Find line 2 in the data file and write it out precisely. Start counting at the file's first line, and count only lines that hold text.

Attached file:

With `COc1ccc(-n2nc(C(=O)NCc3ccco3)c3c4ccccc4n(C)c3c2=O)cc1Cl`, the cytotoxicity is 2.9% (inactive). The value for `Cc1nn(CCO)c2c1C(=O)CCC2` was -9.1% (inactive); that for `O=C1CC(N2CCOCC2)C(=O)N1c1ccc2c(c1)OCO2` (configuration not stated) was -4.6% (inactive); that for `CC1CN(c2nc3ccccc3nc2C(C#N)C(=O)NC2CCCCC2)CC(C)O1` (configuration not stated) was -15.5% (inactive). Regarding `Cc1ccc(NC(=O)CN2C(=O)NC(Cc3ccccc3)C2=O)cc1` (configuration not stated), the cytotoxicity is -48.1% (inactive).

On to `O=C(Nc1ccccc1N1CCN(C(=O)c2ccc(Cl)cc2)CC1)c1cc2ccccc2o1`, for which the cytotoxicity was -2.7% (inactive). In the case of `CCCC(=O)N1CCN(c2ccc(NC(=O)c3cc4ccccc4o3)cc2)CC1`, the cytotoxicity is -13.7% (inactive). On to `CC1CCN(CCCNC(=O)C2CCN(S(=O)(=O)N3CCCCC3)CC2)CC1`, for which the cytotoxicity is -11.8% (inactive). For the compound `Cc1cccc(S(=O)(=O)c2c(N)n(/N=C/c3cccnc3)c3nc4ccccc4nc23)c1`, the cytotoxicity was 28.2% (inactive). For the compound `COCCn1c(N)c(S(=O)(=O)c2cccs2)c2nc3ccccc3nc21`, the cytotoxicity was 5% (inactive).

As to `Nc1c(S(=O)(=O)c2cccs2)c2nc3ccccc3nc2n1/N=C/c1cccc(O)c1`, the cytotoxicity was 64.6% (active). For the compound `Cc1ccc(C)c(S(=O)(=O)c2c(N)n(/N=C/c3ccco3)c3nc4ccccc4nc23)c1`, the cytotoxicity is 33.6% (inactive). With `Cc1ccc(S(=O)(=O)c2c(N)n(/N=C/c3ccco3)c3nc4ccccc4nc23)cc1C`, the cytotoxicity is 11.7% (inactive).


On to `O=C(Nc1ccccc1N1CCN(C(=O)c2ccc(Cl)cc2)CC1)c1cc2ccccc2o1`, for which the cytotoxicity was -2.7% (inactive). In the case of `CCCC(=O)N1CCN(c2ccc(NC(=O)c3cc4ccccc4o3)cc2)CC1`, the cytotoxicity is -13.7% (inactive). On to `CC1CCN(CCCNC(=O)C2CCN(S(=O)(=O)N3CCCCC3)CC2)CC1`, for which the cytotoxicity is -11.8% (inactive). For the compound `Cc1cccc(S(=O)(=O)c2c(N)n(/N=C/c3cccnc3)c3nc4ccccc4nc23)c1`, the cytotoxicity was 28.2% (inactive). For the compound `COCCn1c(N)c(S(=O)(=O)c2cccs2)c2nc3ccccc3nc21`, the cytotoxicity was 5% (inactive).